Oh, good grief. - Jay Maynard

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Friday, 5 May 2006


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1021 - Oh, good grief.

The Minneapolis Star-Tribune spewed yet another leftist screed, this time to comment on Zacarias Moussaoui's life sentence. I had to comment:

Oh, good grief. Not only did the Star-Tribune have to trot out the same old tired arguments against the death penalty in its editorial about Zacarias Moussaoui's sentence, but it couldn't pass up the opportunity to bash President Bush in the bargain. Bonus!

By calling the jury "courageous" in choosing not to impose the death penalty, the paper has insulted those who have made the difficult decision to impose the death penalty in other crimes. One of my good friends was in that position, and she describes it as a difficult, wrenching decision, even though the defendant richly deserved it. In the end, the defendant was executed for a cold-blooded, senseless murder.

Of course, the only kind of courage the Star-Tribune recognizes is the kind that fits its left-wing ideals. Those of us on the other end of the political spectrum act out of every sort of venal motive, but never such things as honor or courage. That would damage the carefully preserved worldview of the editorial staff just a bit too much.

If it were up to me, I'd personally strap Moussaoui to a table, start the IV as carefully as I knew how, and push the lethal drug dose, smiling at him the entire time. For some crimes, no punishment short of death is appropriate.


current mood: [mood icon] cranky
current music: The Moody Blues - The Voice

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Comments:


[User Picture]
From:rillaspins
Date: - 0000
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I don't know....it might be a REALLY long life sharing a basement with 3 other wacko bombers. Of course, he just might get along with the abortion clinic bomber. There is, after all, no accounting for taste.
[User Picture]
From:jmaynard
Date: - 0000
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Actually, he'll effectively be in solitary confinement for life: at the prison he'll likely go to, prisoners are not allowed to interact with each other.

That doesn't matter, however, Moussaoui will live a long life, all paid for by the US taxpayer. He'll never again worry about getting a meal, or medical care, or a roof over his head. No, it won't be a picnic, but it's not the worst punishment we could inflict on him by a long way.
[User Picture]
From:phanatic
Date: - 0000
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I think it pretty much is. Don't get me wrong, I'd have no problem with the jury choosing to put him down like a rabid dog. But at the same time, I have no problem with spitefully allowing him to live out his life in captivity, given his expressed wishes to die.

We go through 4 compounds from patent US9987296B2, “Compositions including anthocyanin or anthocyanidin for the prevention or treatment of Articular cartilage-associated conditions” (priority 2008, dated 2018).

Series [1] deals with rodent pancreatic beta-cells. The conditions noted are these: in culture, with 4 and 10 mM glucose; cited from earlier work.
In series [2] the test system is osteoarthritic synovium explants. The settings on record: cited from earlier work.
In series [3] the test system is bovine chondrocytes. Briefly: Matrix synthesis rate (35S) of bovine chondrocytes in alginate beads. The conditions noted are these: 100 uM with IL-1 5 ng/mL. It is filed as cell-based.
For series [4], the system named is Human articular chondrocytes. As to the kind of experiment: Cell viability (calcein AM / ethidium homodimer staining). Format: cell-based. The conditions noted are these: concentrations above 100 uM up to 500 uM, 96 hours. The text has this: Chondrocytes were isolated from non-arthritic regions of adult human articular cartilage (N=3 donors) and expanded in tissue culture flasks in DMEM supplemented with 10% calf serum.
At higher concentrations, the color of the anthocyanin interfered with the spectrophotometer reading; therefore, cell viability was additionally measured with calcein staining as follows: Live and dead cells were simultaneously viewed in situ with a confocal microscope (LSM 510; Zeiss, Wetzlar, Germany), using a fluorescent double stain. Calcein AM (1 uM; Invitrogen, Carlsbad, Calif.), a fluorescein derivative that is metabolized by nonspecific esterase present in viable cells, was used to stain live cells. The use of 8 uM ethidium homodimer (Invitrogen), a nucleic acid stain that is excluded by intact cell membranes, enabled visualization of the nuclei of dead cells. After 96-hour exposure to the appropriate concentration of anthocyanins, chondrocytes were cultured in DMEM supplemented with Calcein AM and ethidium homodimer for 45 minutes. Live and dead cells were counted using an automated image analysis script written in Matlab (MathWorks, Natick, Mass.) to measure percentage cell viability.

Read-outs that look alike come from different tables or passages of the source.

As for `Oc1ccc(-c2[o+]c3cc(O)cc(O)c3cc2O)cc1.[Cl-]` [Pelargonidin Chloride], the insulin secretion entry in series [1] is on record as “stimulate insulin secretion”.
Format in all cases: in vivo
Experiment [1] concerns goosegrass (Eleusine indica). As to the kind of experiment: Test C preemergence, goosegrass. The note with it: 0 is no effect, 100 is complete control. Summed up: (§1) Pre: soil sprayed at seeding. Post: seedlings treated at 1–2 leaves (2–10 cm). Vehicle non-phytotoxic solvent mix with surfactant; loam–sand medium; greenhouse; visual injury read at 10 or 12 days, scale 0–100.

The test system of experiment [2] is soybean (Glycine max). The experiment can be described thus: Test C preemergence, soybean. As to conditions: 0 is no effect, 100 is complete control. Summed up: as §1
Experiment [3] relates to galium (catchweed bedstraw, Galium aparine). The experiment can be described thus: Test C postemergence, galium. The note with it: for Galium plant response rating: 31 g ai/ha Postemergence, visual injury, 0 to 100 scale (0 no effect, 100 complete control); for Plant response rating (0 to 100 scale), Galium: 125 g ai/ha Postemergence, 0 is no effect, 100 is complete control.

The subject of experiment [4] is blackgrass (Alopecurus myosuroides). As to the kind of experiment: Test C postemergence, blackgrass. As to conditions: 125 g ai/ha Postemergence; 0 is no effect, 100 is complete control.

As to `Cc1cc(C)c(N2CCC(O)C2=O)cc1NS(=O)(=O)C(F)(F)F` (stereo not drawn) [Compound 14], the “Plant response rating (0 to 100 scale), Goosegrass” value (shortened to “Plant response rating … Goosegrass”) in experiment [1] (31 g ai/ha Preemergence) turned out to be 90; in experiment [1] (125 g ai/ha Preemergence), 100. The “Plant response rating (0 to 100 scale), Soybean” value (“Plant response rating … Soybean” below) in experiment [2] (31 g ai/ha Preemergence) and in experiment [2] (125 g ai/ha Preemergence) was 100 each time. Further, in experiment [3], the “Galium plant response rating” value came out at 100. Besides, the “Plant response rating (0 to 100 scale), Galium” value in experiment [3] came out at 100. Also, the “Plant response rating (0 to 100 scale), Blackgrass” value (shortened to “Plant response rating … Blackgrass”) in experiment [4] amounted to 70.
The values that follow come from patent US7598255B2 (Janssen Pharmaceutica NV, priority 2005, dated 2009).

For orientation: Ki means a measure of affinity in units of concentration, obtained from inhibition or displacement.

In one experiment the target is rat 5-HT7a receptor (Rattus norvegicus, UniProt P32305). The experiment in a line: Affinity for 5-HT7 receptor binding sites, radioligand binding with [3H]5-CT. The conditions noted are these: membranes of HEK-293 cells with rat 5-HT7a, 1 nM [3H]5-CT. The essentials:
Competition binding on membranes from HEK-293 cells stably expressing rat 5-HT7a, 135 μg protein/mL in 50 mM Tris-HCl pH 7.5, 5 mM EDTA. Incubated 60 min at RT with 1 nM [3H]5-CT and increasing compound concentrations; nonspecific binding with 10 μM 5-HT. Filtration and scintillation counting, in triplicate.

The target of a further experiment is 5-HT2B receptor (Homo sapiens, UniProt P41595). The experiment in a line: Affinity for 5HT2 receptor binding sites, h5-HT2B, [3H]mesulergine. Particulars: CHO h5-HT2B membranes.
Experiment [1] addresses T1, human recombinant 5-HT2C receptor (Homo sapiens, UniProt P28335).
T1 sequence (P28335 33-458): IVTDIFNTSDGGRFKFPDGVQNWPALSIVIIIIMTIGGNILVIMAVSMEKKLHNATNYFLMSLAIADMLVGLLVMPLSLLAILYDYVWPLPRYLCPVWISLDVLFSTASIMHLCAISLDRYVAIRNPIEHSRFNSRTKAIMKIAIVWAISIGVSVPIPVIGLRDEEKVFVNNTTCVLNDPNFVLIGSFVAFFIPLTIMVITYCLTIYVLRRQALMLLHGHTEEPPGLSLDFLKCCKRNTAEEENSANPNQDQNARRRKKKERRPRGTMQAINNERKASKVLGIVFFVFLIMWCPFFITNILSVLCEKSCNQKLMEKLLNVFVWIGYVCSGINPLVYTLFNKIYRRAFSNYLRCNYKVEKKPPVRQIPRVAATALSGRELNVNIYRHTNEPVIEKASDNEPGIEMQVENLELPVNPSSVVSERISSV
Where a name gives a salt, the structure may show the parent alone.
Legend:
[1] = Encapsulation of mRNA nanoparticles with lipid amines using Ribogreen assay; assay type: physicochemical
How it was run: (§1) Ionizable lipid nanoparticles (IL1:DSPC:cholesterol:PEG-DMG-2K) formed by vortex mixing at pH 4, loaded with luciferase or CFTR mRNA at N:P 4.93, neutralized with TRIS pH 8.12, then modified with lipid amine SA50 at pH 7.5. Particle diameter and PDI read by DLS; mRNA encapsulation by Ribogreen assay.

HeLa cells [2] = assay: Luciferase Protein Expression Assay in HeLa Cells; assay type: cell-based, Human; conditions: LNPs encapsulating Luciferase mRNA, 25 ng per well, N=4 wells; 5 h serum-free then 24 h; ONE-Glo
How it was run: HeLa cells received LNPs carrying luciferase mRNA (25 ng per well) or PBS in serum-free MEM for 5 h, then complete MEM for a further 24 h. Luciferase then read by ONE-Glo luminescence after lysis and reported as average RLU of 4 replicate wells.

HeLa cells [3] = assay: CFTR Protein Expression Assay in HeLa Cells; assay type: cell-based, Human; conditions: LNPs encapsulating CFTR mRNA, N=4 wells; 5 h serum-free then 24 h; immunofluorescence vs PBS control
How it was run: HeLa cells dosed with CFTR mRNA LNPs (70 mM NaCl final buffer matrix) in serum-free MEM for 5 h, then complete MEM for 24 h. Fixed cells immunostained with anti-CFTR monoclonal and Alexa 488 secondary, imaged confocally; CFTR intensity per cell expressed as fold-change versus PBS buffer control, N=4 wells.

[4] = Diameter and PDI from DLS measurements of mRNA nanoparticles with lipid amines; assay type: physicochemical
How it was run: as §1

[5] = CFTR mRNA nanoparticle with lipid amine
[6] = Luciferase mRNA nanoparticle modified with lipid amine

And you know it costs more to execute someone than to keep him in jail for life, so the "paid for by the US taxpayer" bit's a bad argument. Besides, justice is justice, regardless of the cost; if the correct thing to do is that which costs more, then that cost should be paid.
[User Picture]
From:jmaynard
Date: - 0000
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The reason execution costs more than lifelong incarceration is that our legal system has been bent into pretzels by defendants stretching out the process by repeatedly raising arguments on appeal that are rehashings of old, rejected arguments against the death penalty. It's nearly as criminal to allow an inmate to evade punishment for 25 years by abusing the legal system as was the original crime.

Yes, justice is justice. Sometimes, justice demands nothing less than death.
[User Picture]
From:bronxelf_ag001
Date: - 0000
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phanatic said: Don't get me wrong, I'd have no problem with the jury choosing to put him down like a rabid dog. But at the same time, I have no problem with spitefully allowing him to live out his life in captivity, given his expressed wishes to die.

I agree fully with that. I don't really care if they kill him or not. However the one upside I can see to the verdict (which is neither brave, courageous or anything else. Give me a fucking break-- it's just a VERDICT. No "bravery" here...) is that it denies him the right to become a martyr.



If nothing else, that's kinda satisfying.
[User Picture]
From:rillaspins
Date: - 0000
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That was kind of my thought.

[User Picture]
From:jmaynard
Date: - 0000
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The flip side to that is that he's now a symbol to those who would follow in his footsteps: "Release Moussaoui, or we'll blow up tiis cruise ship and everyone on board!" They know damn good and well that we're not going to release him, but that won't stop them from using him.
[User Picture]
From:bronxelf_ag001
Date: - 0000
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Six of one, half dozen of the other.

I prefer personally to deny anyone their religious maryred bullshit.

I'd rather take the "or else" than the martyr to the cause. More stupid kids will be sucked in by the martyrdom. That's what these cults of fanatics are made of, after all.
[User Picture]
From:kazriko
Date: - 0000
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